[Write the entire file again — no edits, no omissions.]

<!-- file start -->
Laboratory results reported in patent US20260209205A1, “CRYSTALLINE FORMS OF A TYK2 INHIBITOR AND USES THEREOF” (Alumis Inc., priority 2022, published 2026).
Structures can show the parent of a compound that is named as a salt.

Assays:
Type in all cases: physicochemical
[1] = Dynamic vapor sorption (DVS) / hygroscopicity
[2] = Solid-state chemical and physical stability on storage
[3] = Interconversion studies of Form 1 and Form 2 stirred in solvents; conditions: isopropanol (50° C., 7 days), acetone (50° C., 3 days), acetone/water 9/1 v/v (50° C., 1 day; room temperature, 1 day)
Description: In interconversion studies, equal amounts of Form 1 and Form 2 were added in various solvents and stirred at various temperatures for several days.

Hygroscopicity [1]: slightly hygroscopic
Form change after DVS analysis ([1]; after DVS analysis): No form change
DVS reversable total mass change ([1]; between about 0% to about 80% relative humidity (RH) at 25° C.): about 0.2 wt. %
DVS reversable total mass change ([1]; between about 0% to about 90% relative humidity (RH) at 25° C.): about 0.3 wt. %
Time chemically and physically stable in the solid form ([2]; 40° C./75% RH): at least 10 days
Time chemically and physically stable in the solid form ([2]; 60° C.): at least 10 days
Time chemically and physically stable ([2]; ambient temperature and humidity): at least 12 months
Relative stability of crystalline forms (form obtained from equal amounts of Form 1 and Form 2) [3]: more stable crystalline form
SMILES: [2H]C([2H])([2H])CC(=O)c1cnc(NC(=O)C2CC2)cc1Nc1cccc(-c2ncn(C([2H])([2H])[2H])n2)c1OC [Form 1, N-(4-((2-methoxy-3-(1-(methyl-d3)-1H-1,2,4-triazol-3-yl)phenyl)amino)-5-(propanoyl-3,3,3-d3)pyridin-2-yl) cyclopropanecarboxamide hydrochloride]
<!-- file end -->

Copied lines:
Laboratory results reported in patent US20260209205A1, “CRYSTALLINE FORMS OF A TYK2 INHIBITOR AND USES THEREOF” (Alumis Inc., priority 2022, published 2026).
Structures can show the parent of a compound that is named as a salt.

Assays:
Type in all cases: physicochemical
[1] = Dynamic vapor sorption (DVS) / hygroscopicity
[2] = Solid-state chemical and physical stability on storage
[3] = Interconversion studies of Form 1 and Form 2 stirred in solvents; conditions: isopropanol (50° C., 7 days), acetone (50° C., 3 days), acetone/water 9/1 v/v (50° C., 1 day; room temperature, 1 day)
Description: In interconversion studies, equal amounts of Form 1 and Form 2 were added in various solvents and stirred at various temperatures for several days.

Hygroscopicity [1]: slightly hygroscopic
Form change after DVS analysis ([1]; after DVS analysis): No form change
DVS reversable total mass change ([1]; between about 0% to about 80% relative humidity (RH) at 25° C.): about 0.2 wt. %
DVS reversable total mass change ([1]; between about 0% to about 90% relative humidity (RH) at 25° C.): about 0.3 wt. %
Time chemically and physically stable in the solid form ([2]; 40° C./75% RH): at least 10 days
Time chemically and physically stable in the solid form ([2]; 60° C.): at least 10 days
Time chemically and physically stable ([2]; ambient temperature and humidity): at least 12 months
Relative stability of crystalline forms (form obtained from equal amounts of Form 1 and Form 2) [3]: more stable crystalline form
SMILES: [2H]C([2H])([2H])CC(=O)c1cnc(NC(=O)C2CC2)cc1Nc1cccc(-c2ncn(C([2H])([2H])[2H])n2)c1OC [Form 1, N-(4-((2-methoxy-3-(1-(methyl-d3)-1H-1,2,4-triazol-3-yl)phenyl)amino)-5-(propanoyl-3,3,3-d3)pyridin-2-yl) cyclopropanecarboxamide hydrochloride]